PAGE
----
Photography courtesy of Lowell Washburn, all rights reserved.
There are a lot of good reasons to visit Iowa’s winter woodlands. Listening to the eerie, nighttime serenades of resident owls ranks high on my list of favorites.
As is the case with any outdoor adventure, being prepared is key to success. It is, after all, the dead of winter. Dress too lightly and you’ll freeze. Wear too much and you’ll sweat; and then you’ll freeze. If your woodland has trails or contains open stretches of mature timber, then skis or snowshoes can save a lot of the huffing and puffing that usually go with “post holing” your way across snow-covered landscapes.
When listening for owls, the fun begins at sunset. As diurnal predators, such as hawks and eagles are flying to nighttime roost sites, owls are just punching in for their jobs on the night shift. Equipped with a deadly combination of silent flight, keen vision, and even keener hearing; owls are a scampering rodent’s worst nightmare. Seven species of owls are known to nest in Iowa; at least three more occur as rarely observed winter visitors. Since owls are active at night, they are most often identified by sound rather than sight. Regardless of species, each owl has its own unique set of vocalizations that are easily distinguished from those of its cousins.
Most familiar to rural Iowans statewide, are the deep five or six note calls of the great horned owl. Commonly referred to as ‘hoot owls’, great horned are massive and powerful. Although stately and dignified in appearance, horned owls are the ultimate Night Stalkers. Often called ‘Flying Tigers’, they have been known to kill and eat such formidable prey items as red-tailed hawks, mink, hen turkeys and other owls. When held back from a square meal, horned owls can become downright dangerous. When pressed by hunger, they may even add striped skunk to the menu; and I’ve encountered a number of great horned that reeked with the unmistakable aroma of their most recent victims.
Well adapted to subzero environments, horned owls are the first birds to begin nesting in Iowa each year. The first eggs have already begun to appear, and it is not unusual for a brooding female to become buried in several inches of new snow. A dedicated provider, the male does all the late winter hunting while his mate incubates eggs or quietly broods newly hatched young.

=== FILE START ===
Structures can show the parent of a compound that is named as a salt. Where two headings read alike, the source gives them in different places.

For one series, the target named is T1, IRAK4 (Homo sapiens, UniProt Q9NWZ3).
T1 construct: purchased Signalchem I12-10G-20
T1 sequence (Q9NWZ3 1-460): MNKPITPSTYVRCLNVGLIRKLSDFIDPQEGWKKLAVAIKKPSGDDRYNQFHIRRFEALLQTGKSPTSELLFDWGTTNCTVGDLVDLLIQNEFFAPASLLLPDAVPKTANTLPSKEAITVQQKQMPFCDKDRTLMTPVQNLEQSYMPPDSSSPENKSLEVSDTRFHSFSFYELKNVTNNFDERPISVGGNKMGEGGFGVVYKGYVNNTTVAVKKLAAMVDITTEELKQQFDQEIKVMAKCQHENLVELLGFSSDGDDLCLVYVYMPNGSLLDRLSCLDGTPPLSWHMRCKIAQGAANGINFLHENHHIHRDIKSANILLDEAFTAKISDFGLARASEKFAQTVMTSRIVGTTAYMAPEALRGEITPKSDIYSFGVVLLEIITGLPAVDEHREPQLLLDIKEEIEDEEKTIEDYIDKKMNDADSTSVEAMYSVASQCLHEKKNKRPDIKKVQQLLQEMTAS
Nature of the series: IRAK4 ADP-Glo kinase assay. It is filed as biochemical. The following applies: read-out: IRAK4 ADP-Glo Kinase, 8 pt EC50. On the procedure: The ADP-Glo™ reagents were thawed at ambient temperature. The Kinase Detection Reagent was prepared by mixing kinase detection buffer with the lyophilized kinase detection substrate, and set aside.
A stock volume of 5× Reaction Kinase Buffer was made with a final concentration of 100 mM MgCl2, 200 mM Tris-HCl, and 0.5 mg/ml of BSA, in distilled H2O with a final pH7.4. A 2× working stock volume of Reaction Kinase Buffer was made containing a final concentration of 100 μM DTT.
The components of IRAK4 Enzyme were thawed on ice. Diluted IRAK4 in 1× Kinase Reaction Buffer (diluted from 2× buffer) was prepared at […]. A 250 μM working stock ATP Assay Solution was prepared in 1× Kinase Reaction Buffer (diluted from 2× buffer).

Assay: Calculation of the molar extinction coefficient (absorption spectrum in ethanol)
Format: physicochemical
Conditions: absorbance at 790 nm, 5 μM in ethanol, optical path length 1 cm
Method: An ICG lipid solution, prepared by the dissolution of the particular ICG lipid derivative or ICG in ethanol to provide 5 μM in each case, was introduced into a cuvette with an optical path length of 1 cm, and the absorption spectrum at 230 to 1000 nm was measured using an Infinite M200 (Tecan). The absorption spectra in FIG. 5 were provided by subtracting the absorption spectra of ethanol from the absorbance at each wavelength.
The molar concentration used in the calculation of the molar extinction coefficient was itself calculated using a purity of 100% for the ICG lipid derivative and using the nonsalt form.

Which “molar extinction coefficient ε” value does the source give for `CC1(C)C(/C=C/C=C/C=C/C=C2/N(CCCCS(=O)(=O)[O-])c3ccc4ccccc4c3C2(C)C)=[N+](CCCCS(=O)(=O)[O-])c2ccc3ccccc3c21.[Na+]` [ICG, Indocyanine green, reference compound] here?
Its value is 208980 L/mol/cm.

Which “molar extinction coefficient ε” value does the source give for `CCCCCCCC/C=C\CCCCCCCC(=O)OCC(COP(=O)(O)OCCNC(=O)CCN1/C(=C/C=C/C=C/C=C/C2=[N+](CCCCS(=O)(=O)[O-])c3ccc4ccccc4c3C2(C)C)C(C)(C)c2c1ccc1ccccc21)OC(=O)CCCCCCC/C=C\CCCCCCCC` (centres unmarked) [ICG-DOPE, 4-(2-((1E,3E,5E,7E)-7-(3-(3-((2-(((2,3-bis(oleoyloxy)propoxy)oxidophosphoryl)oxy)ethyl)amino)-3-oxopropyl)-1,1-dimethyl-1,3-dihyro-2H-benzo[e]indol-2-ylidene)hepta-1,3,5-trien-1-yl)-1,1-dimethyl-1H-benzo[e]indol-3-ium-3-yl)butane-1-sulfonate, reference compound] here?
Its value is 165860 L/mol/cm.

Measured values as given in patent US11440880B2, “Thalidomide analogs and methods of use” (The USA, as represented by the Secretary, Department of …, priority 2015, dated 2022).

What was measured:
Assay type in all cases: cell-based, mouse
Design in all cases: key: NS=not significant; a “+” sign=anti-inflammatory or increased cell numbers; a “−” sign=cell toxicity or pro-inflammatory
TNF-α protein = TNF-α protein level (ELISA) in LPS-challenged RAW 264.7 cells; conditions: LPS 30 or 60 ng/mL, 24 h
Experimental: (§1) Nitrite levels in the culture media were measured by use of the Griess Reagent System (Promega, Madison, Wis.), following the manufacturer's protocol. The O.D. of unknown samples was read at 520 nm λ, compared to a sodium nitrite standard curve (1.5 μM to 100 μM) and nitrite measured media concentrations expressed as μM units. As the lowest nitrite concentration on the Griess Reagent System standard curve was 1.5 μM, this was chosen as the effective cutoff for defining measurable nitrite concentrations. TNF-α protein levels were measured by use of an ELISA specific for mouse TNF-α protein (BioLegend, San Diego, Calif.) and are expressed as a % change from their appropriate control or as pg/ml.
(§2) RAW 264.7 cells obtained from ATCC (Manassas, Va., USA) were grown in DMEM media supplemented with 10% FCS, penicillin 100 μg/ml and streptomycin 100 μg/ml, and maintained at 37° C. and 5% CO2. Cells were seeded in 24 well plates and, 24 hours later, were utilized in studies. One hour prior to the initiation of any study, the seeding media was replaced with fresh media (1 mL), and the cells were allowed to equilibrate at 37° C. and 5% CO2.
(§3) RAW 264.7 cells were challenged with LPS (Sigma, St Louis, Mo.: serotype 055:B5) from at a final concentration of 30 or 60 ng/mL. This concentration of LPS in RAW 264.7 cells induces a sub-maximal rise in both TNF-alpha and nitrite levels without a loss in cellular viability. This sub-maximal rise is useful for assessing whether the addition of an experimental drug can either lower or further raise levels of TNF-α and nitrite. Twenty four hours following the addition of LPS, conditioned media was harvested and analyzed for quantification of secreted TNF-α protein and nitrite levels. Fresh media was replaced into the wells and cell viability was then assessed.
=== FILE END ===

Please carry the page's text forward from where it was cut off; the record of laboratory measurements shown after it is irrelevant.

During winter, Iowa’s resident owl populations are occasionally bolstered by visitors from the far north. Immature snowy owls are the most frequent invaders. Wherever they’re sighted, snowy owls never fail to draw an enthusiastic crowd of binocular wielding spectators. But although the White Ghosts may generate plenty of excitement, nothing compares to the frenzy created during the winter of 2005 when a rare northern hawk owl suddenly appeared in the Worth County community of Manly, Iowa. An inhabitant of northern Canada’s boreal forests, most hawk owls spend their entire lives north of the international border. This was, in fact, only the second time the species had ever been recorded in Iowa. Birders from across the state, as well as from much of the upper mid-west, rushed to catch a lifetime glimpse.
For the last half of February, the Manly Casey’s store became the unlikely epicenter of the Iowa bird world. Gas sales soared. Coffee was consumed by the gallon. Donut cases required constant restocking. The weather was cold and lines to the restrooms stretched the length of the store.
“It’s been crazy,” exclaimed the woman behind the cash register. “It’s been like this every morning. I’ve never seen anything like it. People are coming from everywhere to see that owl.”